We have a unique opportunity in the City of Students

Dunedin/Ōtepoti, situated on the east coast of New Zealand’s South Island and host to six group matches of the FIFA Women’s World Cup Australia & New Zealand 2023™, was the second stop in the country for a FIFA delegation, visiting each host city of next year’s tournament. A meeting with Football South’s CEO Dougal McGowan and Operations Manager Julia Connor and a tour of Logan Park Dunedin North kicked off the itinerary. The turf and synthetic pitch, divided into two and funded through FIFA’s Forward Programme, is used by local teams, male and female, for practice games, youth development and community coaching. It also acts as the home training ground of Southern United’s women's team, winners of the National league in 2021. The FIFA contingent watched several matches underway at the facility and discussed the excitement among the local football community at the prospect of the City of Students, as Dunedin is best known, hosting FIFA Women’s World Cup matches.

Dunedin Stadium, the only fully roofed natural turf stadium in the world, was the next stop, where Dunedin Mayor Aaron Hawkins, Joy Lanini, Manager Community Development and Events Dunedin City Council and Terry Davies, General Manager Venues Dunedin showed the delegation the facilities available at the 28,500-seat venue. Constructed with a roof covered with 20,500m2 of ETFE (ethylene tetrafluoroethylene) transparent roofing material (also used in the Eden Project, England and the Beijing Cube, China). The roof allows for a special air flow into the stadium meaning that pitch grass grows extremely fast and must be cut daily. The roof construction also provides an enviable acoustic offering, meaning fans can hear action on the pitch clearly as well as keeping them cool in summer and warm in winter.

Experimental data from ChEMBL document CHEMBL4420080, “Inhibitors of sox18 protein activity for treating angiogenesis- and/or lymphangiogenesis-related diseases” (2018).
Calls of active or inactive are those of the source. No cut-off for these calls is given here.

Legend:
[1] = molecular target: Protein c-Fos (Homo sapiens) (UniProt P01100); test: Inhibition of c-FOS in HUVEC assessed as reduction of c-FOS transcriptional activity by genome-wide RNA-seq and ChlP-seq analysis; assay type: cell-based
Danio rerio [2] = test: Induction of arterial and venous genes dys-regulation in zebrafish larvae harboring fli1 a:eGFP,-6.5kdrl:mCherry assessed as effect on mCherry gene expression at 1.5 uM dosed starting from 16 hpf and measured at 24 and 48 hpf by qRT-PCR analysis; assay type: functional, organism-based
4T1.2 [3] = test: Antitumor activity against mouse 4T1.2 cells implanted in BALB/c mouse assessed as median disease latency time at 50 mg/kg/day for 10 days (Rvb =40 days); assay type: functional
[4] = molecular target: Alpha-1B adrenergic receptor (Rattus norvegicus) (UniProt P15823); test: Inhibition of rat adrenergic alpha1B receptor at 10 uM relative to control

The pitch is real grass turf, strengthened by synthetic grass fibres injected deep into the soil. This increases the hard-wearing capability, allowing 3 times the use of natural grass field. It is serviced by 2.5 km of drainage, 15 km of irrigation and 40 automated sprinkler heads, with water being caught on the roof and funnelled back to the pitch. Three different types of seed make up the grass along with 3200m3 of sand, soil, and compost in three different layers. After the tour of Dunedin Stadium, discussions took place about how to best promote the FIFA Women’s World Cup in the city, which is well respected regionally for its sports, music, and entertainment events at the stadium. So much so that from 2015-2018, it was ranked tenth in the world for selling concert tickets. Speaking at the conclusion of the group’s meetings Fatma Samoura said: “As a UNESCO city of literature and home to the University of Otago, the oldest university in New Zealand, we have a unique opportunity here in the City of Students for fans and teams to discover the ambiance and culture of the region and the first people of the lands (mana whenua). We are looking forward to leveraging the excitement around the tournament among local people to create a ten-day festival of football and culture.”